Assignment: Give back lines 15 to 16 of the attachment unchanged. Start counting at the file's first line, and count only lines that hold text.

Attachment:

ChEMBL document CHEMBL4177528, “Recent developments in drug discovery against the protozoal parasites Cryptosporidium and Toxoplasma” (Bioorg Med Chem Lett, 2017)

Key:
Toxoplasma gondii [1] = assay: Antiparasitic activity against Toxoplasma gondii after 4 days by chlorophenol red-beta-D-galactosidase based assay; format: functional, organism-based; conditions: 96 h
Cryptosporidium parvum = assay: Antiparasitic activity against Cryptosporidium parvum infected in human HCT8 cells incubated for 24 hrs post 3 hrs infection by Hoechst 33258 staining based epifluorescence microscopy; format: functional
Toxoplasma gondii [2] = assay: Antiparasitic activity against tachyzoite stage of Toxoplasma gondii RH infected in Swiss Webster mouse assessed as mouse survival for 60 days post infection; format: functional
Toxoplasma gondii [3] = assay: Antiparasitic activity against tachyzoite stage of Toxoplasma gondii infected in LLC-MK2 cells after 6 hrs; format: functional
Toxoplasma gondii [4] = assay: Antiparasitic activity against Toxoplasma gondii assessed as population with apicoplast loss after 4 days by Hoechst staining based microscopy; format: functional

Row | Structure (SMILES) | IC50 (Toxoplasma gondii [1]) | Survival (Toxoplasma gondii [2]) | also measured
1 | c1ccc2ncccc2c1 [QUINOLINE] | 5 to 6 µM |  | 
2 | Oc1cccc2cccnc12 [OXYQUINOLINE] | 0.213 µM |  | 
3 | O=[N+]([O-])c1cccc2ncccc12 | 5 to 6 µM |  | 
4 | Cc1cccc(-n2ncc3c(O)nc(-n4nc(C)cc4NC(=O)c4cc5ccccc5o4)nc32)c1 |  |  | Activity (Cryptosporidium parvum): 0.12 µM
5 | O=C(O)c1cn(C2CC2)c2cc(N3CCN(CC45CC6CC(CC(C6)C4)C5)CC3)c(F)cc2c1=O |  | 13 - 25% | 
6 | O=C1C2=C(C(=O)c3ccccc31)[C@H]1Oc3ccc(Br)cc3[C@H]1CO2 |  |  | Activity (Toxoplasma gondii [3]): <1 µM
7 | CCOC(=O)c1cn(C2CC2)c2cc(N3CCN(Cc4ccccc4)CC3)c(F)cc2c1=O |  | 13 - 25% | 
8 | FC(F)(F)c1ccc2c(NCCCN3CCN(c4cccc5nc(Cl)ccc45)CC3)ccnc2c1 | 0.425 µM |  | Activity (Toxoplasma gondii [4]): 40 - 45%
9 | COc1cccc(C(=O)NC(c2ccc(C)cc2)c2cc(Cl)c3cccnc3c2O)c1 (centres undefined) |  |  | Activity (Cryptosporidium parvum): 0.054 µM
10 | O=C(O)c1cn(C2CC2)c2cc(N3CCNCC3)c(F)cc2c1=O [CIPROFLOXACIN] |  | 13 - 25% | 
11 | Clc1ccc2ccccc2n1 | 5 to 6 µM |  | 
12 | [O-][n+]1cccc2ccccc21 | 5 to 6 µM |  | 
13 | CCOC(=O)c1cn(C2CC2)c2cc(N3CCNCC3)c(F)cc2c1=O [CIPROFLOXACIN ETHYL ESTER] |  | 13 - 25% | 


7 | CCOC(=O)c1cn(C2CC2)c2cc(N3CCN(Cc4ccccc4)CC3)c(F)cc2c1=O |  | 13 - 25% | 
8 | FC(F)(F)c1ccc2c(NCCCN3CCN(c4cccc5nc(Cl)ccc45)CC3)ccnc2c1 | 0.425 µM |  | Activity (Toxoplasma gondii [4]): 40 - 45%